Characteristics of Critical Thinkers' Thoughts, Speech, and Writing:
In addition to adhering to intellectual standards, critical thinkers exhibit common characteristics in their thinking, speaking, and writing. Here are three important ones: [i]
First, a critical thinker is intellectually humble. This aligns with what I have learned in life: “The more I know, the more I know that I don’t know.” The concept has been attributed to Aristotle and, later, to Einstein and others. (See https://philosophy.stackexchange.com/questions/46282/did-aristotle-say-the-more-you-know for a discussion of the origins of this phrase and similar phrases.). When we acknowledge that we don’t know, we broaden our lenses and are open to more learning. Moreover, we avoid overconfidence in our knowledge an abilities.[ii]
Second, a critical thinker avoids mere opinion and considers multiple perspectives before reaching a well-reasoned judgment. Here are two examples of practices I use in class to encourage students to do that. First, I assign only a few articles that I have written, because I want students to consider the perspectives of others. I have never written a textbook to sell to my students because, in using it, I would be missing the opportunity to expose students to differing perspectives. Similarly, instead of using a textbook by one author, we use articles and books by multiple authors. I add my viewpoint through lectures and class discussion.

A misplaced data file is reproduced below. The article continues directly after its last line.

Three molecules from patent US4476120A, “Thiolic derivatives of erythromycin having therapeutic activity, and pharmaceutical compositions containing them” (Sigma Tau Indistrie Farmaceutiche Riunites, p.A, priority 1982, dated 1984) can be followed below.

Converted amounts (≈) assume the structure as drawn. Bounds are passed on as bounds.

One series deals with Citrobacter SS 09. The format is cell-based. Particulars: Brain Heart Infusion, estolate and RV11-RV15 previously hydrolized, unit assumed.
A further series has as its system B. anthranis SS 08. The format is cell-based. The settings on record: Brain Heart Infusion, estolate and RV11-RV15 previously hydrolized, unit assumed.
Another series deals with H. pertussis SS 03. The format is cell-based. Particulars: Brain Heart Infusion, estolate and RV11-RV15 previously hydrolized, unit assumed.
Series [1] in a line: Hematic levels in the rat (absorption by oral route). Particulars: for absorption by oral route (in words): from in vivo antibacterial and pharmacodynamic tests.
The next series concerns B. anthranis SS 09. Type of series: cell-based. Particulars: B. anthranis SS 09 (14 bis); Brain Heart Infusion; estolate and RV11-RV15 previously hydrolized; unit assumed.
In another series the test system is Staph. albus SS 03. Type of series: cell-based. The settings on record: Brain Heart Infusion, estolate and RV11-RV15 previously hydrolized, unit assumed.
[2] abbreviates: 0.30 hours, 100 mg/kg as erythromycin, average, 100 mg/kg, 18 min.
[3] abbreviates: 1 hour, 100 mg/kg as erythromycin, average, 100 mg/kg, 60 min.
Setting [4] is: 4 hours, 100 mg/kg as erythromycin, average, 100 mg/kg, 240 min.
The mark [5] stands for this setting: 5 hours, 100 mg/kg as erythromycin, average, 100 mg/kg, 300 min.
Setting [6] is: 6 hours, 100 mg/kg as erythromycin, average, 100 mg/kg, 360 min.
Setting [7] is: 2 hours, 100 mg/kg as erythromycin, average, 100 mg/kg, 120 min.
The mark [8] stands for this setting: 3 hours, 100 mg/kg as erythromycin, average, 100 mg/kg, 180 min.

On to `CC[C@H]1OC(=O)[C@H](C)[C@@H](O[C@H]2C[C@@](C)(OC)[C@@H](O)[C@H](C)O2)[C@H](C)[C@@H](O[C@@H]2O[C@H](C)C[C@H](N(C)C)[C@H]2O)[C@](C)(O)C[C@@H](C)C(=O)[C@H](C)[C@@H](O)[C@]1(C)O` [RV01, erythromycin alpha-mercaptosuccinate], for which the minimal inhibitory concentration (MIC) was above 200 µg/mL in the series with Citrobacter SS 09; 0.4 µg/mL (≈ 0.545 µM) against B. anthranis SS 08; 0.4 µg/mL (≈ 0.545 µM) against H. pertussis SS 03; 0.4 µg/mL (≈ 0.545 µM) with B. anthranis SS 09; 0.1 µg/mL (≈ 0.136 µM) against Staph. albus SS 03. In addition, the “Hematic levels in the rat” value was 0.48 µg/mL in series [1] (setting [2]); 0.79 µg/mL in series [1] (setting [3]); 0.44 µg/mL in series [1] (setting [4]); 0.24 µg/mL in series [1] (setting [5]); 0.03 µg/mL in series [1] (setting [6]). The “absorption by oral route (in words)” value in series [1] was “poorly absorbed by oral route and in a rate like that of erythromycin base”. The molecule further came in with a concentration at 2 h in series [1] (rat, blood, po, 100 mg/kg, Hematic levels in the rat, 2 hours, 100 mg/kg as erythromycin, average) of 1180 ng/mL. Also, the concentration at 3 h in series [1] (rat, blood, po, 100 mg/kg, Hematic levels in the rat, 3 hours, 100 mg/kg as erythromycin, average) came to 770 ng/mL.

Another tool that promotes critical thinking is my use of “informed contributions.” After reading a book for our class, each student finds a current news article to provide additional background. That article can support or contest the assertions made in the book, or it can provide an update on a topic raised in the book. The student writes a short paper summarizing the article, explaining its relevance to our class, and critiquing it. In class discussion, the student gives a brief summary of his or her paper. Thus, students choose materials for learning, and everyone learns about the perspectives of multiple authors. By hearing about what classmates have read studied, I am encouraging students to avoid relying on one person, radio or television station, newspaper, website, or similar.